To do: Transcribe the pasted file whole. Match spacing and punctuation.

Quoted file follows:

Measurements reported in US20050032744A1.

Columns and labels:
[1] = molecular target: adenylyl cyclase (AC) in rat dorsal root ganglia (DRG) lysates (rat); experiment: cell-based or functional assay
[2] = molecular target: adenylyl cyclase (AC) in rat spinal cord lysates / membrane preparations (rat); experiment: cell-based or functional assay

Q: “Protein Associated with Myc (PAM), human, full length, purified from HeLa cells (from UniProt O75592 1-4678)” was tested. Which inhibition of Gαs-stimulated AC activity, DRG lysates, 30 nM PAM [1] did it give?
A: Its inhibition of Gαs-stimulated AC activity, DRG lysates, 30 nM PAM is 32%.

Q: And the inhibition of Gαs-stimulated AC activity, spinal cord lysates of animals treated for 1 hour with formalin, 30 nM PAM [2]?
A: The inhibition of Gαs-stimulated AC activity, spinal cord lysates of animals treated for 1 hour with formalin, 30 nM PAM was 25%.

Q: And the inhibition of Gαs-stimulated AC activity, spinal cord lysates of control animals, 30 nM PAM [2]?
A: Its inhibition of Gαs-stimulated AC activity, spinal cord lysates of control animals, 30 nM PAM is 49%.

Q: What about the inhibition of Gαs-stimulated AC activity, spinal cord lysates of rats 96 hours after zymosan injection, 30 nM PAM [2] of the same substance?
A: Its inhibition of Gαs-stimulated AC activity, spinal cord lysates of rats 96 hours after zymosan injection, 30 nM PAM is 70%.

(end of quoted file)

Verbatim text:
Measurements reported in US20050032744A1.

Columns and labels:
[1] = molecular target: adenylyl cyclase (AC) in rat dorsal root ganglia (DRG) lysates (rat); experiment: cell-based or functional assay
[2] = molecular target: adenylyl cyclase (AC) in rat spinal cord lysates / membrane preparations (rat); experiment: cell-based or functional assay

Q: “Protein Associated with Myc (PAM), human, full length, purified from HeLa cells (from UniProt O75592 1-4678)” was tested. Which inhibition of Gαs-stimulated AC activity, DRG lysates, 30 nM PAM [1] did it give?
A: Its inhibition of Gαs-stimulated AC activity, DRG lysates, 30 nM PAM is 32%.

Q: And the inhibition of Gαs-stimulated AC activity, spinal cord lysates of animals treated for 1 hour with formalin, 30 nM PAM [2]?
A: The inhibition of Gαs-stimulated AC activity, spinal cord lysates of animals treated for 1 hour with formalin, 30 nM PAM was 25%.

Q: And the inhibition of Gαs-stimulated AC activity, spinal cord lysates of control animals, 30 nM PAM [2]?
A: Its inhibition of Gαs-stimulated AC activity, spinal cord lysates of control animals, 30 nM PAM is 49%.

Q: What about the inhibition of Gαs-stimulated AC activity, spinal cord lysates of rats 96 hours after zymosan injection, 30 nM PAM [2] of the same substance?
A: Its inhibition of Gαs-stimulated AC activity, spinal cord lysates of rats 96 hours after zymosan injection, 30 nM PAM is 70%.